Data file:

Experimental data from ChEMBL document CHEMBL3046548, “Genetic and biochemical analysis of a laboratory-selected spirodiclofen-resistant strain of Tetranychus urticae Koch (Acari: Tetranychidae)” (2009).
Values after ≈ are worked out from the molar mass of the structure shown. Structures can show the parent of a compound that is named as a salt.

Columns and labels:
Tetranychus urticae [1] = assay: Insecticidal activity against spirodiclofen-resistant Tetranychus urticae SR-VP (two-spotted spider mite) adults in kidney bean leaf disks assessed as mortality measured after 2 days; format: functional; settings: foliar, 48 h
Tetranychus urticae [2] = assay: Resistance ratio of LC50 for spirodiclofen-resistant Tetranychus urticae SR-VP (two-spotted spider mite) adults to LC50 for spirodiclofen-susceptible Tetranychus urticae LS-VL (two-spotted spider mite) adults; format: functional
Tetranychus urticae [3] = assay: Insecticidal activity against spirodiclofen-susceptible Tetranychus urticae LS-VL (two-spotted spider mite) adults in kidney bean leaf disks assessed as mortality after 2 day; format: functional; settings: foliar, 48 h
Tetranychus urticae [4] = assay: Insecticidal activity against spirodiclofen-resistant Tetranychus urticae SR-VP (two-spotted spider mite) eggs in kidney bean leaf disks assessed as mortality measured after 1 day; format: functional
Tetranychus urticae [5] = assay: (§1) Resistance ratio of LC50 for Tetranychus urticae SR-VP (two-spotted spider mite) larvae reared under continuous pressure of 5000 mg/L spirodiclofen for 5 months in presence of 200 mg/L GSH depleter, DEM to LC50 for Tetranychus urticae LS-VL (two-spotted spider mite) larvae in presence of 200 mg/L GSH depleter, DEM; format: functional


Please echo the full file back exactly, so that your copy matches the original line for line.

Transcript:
Experimental data from ChEMBL document CHEMBL3046548, “Genetic and biochemical analysis of a laboratory-selected spirodiclofen-resistant strain of Tetranychus urticae Koch (Acari: Tetranychidae)” (2009).
Values after ≈ are worked out from the molar mass of the structure shown. Structures can show the parent of a compound that is named as a salt.

Columns and labels:
Tetranychus urticae [1] = assay: Insecticidal activity against spirodiclofen-resistant Tetranychus urticae SR-VP (two-spotted spider mite) adults in kidney bean leaf disks assessed as mortality measured after 2 days; format: functional; settings: foliar, 48 h
Tetranychus urticae [2] = assay: Resistance ratio of LC50 for spirodiclofen-resistant Tetranychus urticae SR-VP (two-spotted spider mite) adults to LC50 for spirodiclofen-susceptible Tetranychus urticae LS-VL (two-spotted spider mite) adults; format: functional
Tetranychus urticae [3] = assay: Insecticidal activity against spirodiclofen-susceptible Tetranychus urticae LS-VL (two-spotted spider mite) adults in kidney bean leaf disks assessed as mortality after 2 day; format: functional; settings: foliar, 48 h
Tetranychus urticae [4] = assay: Insecticidal activity against spirodiclofen-resistant Tetranychus urticae SR-VP (two-spotted spider mite) eggs in kidney bean leaf disks assessed as mortality measured after 1 day; format: functional
Tetranychus urticae [5] = assay: (§1) Resistance ratio of LC50 for Tetranychus urticae SR-VP (two-spotted spider mite) larvae reared under continuous pressure of 5000 mg/L spirodiclofen for 5 months in presence of 200 mg/L GSH depleter, DEM to LC50 for Tetranychus urticae LS-VL (two-spotted spider mite) larvae in presence of 200 mg/L GSH depleter, DEM; format: functional